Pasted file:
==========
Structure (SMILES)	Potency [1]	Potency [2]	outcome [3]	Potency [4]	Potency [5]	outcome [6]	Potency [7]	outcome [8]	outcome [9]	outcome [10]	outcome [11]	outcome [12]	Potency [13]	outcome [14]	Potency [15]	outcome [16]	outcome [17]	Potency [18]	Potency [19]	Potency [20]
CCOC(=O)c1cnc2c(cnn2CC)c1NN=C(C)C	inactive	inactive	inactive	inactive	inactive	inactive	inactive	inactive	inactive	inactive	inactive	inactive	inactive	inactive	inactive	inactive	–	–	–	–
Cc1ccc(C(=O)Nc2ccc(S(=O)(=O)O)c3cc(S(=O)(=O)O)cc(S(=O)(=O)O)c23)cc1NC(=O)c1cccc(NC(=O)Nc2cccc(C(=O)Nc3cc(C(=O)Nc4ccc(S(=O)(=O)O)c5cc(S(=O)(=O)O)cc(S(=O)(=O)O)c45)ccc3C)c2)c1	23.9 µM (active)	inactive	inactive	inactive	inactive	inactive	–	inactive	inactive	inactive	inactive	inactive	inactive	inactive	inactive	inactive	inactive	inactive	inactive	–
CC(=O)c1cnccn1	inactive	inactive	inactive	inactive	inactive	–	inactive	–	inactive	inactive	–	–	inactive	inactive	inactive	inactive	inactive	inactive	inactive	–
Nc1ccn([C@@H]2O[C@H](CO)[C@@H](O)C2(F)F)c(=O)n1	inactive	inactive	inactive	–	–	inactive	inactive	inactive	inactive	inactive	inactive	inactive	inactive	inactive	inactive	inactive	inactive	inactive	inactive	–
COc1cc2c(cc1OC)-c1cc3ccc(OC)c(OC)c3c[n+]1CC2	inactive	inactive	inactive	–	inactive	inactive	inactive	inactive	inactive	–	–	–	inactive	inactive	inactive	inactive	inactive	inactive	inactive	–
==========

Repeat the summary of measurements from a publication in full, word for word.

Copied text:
Structure (SMILES)	Potency [1]	Potency [2]	outcome [3]	Potency [4]	Potency [5]	outcome [6]	Potency [7]	outcome [8]	outcome [9]	outcome [10]	outcome [11]	outcome [12]	Potency [13]	outcome [14]	Potency [15]	outcome [16]	outcome [17]	Potency [18]	Potency [19]	Potency [20]
CCOC(=O)c1cnc2c(cnn2CC)c1NN=C(C)C	inactive	inactive	inactive	inactive	inactive	inactive	inactive	inactive	inactive	inactive	inactive	inactive	inactive	inactive	inactive	inactive	–	–	–	–
Cc1ccc(C(=O)Nc2ccc(S(=O)(=O)O)c3cc(S(=O)(=O)O)cc(S(=O)(=O)O)c23)cc1NC(=O)c1cccc(NC(=O)Nc2cccc(C(=O)Nc3cc(C(=O)Nc4ccc(S(=O)(=O)O)c5cc(S(=O)(=O)O)cc(S(=O)(=O)O)c45)ccc3C)c2)c1	23.9 µM (active)	inactive	inactive	inactive	inactive	inactive	–	inactive	inactive	inactive	inactive	inactive	inactive	inactive	inactive	inactive	inactive	inactive	inactive	–
CC(=O)c1cnccn1	inactive	inactive	inactive	inactive	inactive	–	inactive	–	inactive	inactive	–	–	inactive	inactive	inactive	inactive	inactive	inactive	inactive	–
Nc1ccn([C@@H]2O[C@H](CO)[C@@H](O)C2(F)F)c(=O)n1	inactive	inactive	inactive	–	–	inactive	inactive	inactive	inactive	inactive	inactive	inactive	inactive	inactive	inactive	inactive	inactive	inactive	inactive	–
COc1cc2c(cc1OC)-c1cc3ccc(OC)c(OC)c3c[n+]1CC2	inactive	inactive	inactive	–	inactive	inactive	inactive	inactive	inactive	–	–	–	inactive	inactive	inactive	inactive	inactive	inactive	inactive	–